Utah builders see some supply improvements

Utah builders see some supply improvements
Published: 30 January 2006

Utah state construction experts say while the supply of cement and other building materials remains tight, the situation has recently improved. m"The overall word I’m hearing is that we’re through the worst of it," said Dave Hogan, vice president of construction for Ogden-based Wadman Corp. "But we’ll have to see what happens in the spring and summer, when things get hot and heavy."

Wadman had several projects throughout the west that were delayed last year because of the cement shortage, including a Wal-Mart Supercenter in South Jordan that opened last week.

Utah builders had a record year in 2005 despite the slowdowns caused by difficulty in finding adequate cement supplies. 2006 could be another record year for new construction, especially if the cement starts flowing freely again.

"I think demand this year will be higher than last year," said John Parson, chief executive of Ogden-based Staker & Parson Cos., one of the west’s largest cement contractors. "The residential market continues to grow, and the state received additional money for highways this year."

Staker & Parson, which sells about 2Mt of cement annually, has had to ration some of its deliveries in the past year. The company is trying to expand its network of cement suppliers in other countries, Parson said. "I’m confident that we’ll be able to bring more foreign-born cement onto the market," he said.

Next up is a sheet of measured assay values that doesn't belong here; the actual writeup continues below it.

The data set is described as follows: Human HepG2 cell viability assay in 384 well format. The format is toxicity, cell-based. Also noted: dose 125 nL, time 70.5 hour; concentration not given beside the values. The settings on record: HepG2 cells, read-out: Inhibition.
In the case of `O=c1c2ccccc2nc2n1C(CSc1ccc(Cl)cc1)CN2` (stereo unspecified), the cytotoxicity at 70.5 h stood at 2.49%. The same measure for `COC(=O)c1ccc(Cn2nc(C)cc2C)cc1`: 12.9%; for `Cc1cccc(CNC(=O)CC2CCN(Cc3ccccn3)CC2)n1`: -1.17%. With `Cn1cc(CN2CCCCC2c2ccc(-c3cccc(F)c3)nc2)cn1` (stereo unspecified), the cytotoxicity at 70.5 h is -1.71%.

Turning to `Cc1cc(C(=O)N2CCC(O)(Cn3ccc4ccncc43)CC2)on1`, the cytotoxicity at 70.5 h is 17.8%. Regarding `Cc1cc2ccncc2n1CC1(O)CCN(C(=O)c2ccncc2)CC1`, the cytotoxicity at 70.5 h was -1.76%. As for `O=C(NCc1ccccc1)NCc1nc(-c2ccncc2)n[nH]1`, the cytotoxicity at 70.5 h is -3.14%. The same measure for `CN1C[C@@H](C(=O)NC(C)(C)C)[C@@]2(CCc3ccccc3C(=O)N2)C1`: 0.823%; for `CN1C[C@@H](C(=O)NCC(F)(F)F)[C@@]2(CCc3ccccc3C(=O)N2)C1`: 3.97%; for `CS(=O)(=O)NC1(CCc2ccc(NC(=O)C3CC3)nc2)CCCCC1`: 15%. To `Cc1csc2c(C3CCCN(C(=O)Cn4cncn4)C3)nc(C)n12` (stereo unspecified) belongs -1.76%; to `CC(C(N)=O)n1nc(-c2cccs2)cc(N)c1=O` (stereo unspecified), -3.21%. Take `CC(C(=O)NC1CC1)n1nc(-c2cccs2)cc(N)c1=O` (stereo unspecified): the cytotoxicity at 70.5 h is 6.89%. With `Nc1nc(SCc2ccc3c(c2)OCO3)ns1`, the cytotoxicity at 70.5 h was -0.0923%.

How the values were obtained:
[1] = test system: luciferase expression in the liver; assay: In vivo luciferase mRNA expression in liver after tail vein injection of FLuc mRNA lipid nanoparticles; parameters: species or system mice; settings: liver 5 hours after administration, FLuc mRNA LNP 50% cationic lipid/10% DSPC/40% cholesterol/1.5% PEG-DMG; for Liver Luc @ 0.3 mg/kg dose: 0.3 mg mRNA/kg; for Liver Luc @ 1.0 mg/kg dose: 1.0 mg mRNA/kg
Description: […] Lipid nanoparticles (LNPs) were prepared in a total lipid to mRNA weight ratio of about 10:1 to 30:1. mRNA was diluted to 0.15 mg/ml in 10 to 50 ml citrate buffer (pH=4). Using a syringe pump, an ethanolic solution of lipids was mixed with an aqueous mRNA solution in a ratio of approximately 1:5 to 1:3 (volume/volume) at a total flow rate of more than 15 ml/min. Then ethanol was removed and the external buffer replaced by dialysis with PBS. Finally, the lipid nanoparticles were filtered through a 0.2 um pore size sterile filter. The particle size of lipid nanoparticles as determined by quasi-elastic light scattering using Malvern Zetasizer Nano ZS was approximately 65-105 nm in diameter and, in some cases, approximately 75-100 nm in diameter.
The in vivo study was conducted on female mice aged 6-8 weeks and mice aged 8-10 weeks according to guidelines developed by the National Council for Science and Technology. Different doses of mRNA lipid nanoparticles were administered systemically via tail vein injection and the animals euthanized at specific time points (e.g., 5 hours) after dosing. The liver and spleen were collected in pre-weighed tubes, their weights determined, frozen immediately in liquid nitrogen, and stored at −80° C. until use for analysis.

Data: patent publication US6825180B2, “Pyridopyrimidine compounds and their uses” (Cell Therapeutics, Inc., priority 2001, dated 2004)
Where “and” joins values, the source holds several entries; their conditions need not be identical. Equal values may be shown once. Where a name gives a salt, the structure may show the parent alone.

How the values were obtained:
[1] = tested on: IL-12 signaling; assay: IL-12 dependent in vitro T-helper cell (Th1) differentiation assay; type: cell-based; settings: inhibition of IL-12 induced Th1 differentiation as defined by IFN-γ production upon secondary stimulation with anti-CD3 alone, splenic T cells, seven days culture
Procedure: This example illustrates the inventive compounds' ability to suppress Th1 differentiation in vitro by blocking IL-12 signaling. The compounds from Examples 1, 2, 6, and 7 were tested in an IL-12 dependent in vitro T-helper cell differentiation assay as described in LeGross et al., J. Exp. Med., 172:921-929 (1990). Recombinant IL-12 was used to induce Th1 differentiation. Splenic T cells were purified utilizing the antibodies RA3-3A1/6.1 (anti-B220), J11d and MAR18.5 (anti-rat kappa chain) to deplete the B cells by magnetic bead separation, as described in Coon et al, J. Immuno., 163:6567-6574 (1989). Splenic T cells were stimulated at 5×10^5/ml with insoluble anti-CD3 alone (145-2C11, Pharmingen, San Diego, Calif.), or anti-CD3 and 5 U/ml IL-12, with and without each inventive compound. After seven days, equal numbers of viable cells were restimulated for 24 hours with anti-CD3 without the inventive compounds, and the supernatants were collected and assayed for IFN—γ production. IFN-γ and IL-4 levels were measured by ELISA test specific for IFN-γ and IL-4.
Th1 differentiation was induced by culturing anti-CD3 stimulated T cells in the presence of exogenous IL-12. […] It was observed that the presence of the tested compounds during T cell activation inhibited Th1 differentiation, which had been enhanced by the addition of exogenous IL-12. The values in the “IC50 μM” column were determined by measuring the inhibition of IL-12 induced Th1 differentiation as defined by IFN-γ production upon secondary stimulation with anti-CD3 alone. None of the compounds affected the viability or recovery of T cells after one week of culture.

The Portland Cement Association projects that US cement consumption in 2006 will exceed 130Mt, a 3.7 per cent increase over 2005. "Public works projects such as highway construction and government buildings will increase in 2006, contributing greatly to the increase in cement consumption," PCA chief economist Edward Sullivan said.

Skyrocketing demand for cement has naturally driven up prices. Hogan of Wadman Corp. said ready-mix prices have increased as much as $20 per cubic yard in the past two years. Prices for other building materials, such as steel, lumber and drywall, have also been on a steep rise. "We’re paying close to $100 a yard, which is just crazy," he said. "When you’re talking about a Wal-Mart-sized project, that’s a lot of extra money."

At its Morgan County cement production plant near Croydon, Holcim US Inc. is working around the clock to keep up with demand, product manager Lance Stephens said. The Holcim plant recently received permission from the Utah Department of Air Quality to step up cement production in January and February, in an attempt to build reserves for the peak demand season that begins in spring. (Abstracted from an original report by Knight Ridder Tribune Business News)